Prescriber Checkup

Prescriber Checkup

The Doctors and Drugs in Medicare Part D

At A Glance: This Prescriber in 2015

Nurse Practitioner, Psychiatric/Mental Health

Self-Reported Primary Specialty

See Other Prescribers With This Specialty in This State »

862Medicare Part D Prescriptions Filled, Including Refills
$143K Total Retail Price of All Prescriptions
79 Patients Receiving at Least One Drug in Part D
29% Patients 65 Years and Older

87% Subsidized Claims for Low-Income Patients


This Provider's History

A comparison of this provider’s prescribing in Part D since 2012. All years may not be shown if there is insufficient data.

Cost of Claims

2012

2013

$99.8K

2014

$143K

2015

Number of Claims

2012

2013

811

2014

862

2015

This Prescriber's Drugs

The table below list this provider’s drugs, the number of prescriptions and how many went to seniors. Drugs are ranked by volume. The list below includes only those drugs for which this provider wrote 50 or more prescriptions.

Click to Filter by Category

Clear Filter


O

An opioid drug. More » Prescription opioids (painkillers) can help alleviate certain kinds of pain in the short term but carry serious health risks.

A

An antibiotic drug. More » Used to treat bacterial infections but are often prescribed incorrectly to treat viral infections, such as chest colds or the flu.

P

An antipsychotic drug. More » Antipsychotics are frequently given to dementia patients, though it increases their risk of death.

R

A risky drug for seniors. More » The American Geriatrics Society has said this drug is "potentially dangerous" for seniors and might be inappropriate.

10

This provider is among the top 10 prescribers of this drug in the country.

This provider’s prescriptions for this drug were for more days than those of peers. More » Because of this, his or her prescription count may be lower.

This provider’s prescriptions for this drug were for fewer days than those of peers. More » Because of this, his or her prescription count may be higher.

Drug Name Total Prescriptions Filled with Refills Prescriptions
to 65+
Patients Receiving this Drug Category
ESCITALOPRAM OXALATE

Escitalopram is used to tre... +

Escitalopram is used to treat depression and generalized anxiety disorder (excessive worry and tension that disrupts daily life and lasts for 6 months or longer). Source: National Library of Medicine

91

prescriptions, 11% of all prescriptions

45

prescriptions.

20

patients, 25% of all patients

RISPERIDONE

Treats schizophrenia and ce... +

Treats schizophrenia and certain problems caused by bipolar disorder. Source: National Library of Medicine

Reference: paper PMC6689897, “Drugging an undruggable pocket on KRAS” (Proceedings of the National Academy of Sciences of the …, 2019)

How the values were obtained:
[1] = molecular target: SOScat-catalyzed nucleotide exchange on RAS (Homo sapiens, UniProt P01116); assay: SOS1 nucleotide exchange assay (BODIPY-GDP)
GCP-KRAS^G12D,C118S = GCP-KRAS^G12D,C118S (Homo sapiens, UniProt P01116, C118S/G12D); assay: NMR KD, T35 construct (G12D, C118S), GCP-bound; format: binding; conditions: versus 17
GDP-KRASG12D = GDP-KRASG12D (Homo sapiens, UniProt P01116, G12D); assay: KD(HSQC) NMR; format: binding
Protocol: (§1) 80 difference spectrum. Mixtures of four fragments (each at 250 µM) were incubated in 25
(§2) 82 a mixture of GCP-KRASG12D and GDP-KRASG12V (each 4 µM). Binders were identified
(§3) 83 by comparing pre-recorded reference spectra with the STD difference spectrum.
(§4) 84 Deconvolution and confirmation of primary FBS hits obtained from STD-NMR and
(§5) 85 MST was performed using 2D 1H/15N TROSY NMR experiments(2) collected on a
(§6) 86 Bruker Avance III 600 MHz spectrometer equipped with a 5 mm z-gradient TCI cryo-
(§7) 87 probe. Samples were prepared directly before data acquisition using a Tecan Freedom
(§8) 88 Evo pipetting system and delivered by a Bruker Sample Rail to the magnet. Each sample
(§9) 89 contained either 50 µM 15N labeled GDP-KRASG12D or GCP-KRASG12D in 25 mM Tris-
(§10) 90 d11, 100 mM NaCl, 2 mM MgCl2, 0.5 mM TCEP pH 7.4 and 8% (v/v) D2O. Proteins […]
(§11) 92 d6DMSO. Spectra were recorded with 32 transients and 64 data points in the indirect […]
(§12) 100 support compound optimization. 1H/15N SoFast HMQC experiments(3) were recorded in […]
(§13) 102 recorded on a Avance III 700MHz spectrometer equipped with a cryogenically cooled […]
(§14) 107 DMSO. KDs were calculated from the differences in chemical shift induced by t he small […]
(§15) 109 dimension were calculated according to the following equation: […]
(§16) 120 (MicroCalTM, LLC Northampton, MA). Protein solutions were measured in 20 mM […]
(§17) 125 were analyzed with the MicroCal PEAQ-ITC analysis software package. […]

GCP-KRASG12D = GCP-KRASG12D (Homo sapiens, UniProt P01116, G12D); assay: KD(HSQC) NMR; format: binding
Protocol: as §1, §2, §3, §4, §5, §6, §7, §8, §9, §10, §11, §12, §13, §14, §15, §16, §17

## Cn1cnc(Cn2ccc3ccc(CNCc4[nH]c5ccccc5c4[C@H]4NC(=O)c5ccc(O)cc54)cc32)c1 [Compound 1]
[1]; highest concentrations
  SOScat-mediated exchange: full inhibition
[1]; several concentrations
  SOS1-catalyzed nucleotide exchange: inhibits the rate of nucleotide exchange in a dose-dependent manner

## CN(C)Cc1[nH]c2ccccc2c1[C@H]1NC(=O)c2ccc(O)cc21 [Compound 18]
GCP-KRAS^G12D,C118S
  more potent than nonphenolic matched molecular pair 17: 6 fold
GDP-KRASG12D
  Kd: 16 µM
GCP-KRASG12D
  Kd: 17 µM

70

prescriptions, 8% of all prescriptions

43

prescriptions.

13

patients, 16% of all patients

P
QUETIAPINE FUMARATE

Quetiapine is used to treat... +

Quetiapine is used to treat the symptoms of schizophrenia (a mental illness that causes disturbed or unusual thinking, loss of interest in life, and strong or inappropriate emotions). Source: National Library of Medicine

65

prescriptions, 8% of all prescriptions

33

prescriptions.

<11 P
BENZTROPINE MESYLATE

Treats symptoms of Parkinso... +

Treats symptoms of Parkinson's disease or side effects of other drugs. Source: National Library of Medicine

63

prescriptions, 7% of all prescriptions

25

prescriptions.

13

patients, 16% of all patients

R
ABILIFY

Treats schizophrenia, bipol... +

Treats schizophrenia, bipolar disorder, and depression. Source: National Library of Medicine

57

prescriptions, 7% of all prescriptions

0

prescriptions.

11

patients, 14% of all patients

P
About This Data

Prescribing data from Medicare’s prescription drug benefit, known as Part D, was compiled and released by the Centers for Medicare and Medicaid Services, the federal agency that oversees the program. The data for 2015 includes more than 1.4 billion prescriptions written by nearly 1.4 million doctors, nurses and other providers. This database lists about 447,000 of those providers who wrote 50 or more prescriptions for at least one drug that year. More than three-fourths of these prescriptions went to patients 65 and older; the rest were for disabled patients. Methodology »

Incorrect Info?

If you are a provider and you believe your address is incorrect, check the listing you created on the National Provider Identifier registry. If you change your listing, send a note to checkup@propublica.org and we will update your information. If you have other questions about this data, send a note to checkup@propublica.org.

Caveats
  • No comparisons are shown if there are fewer than 20 prescribers in the state share this specialty.
  • Comparisons do not take into account the medical conditions of patients. Medications for certain conditions do not have generic alternatives, so patients would receive more expensive brand name drugs.
  • This provider's address and specialty information was last updated on Oct. 25, 2013.
  • Comparisons are based on each provider’s current address, not necessarily where he or she worked during the time period covered in this database.
  • In rare circumstances, providers' prescription tallies may be inflated. Sometimes providers are credited with prescriptions written by colleagues (this happens in long-term care facilities) or are victims of fraud involving theft of their provider number.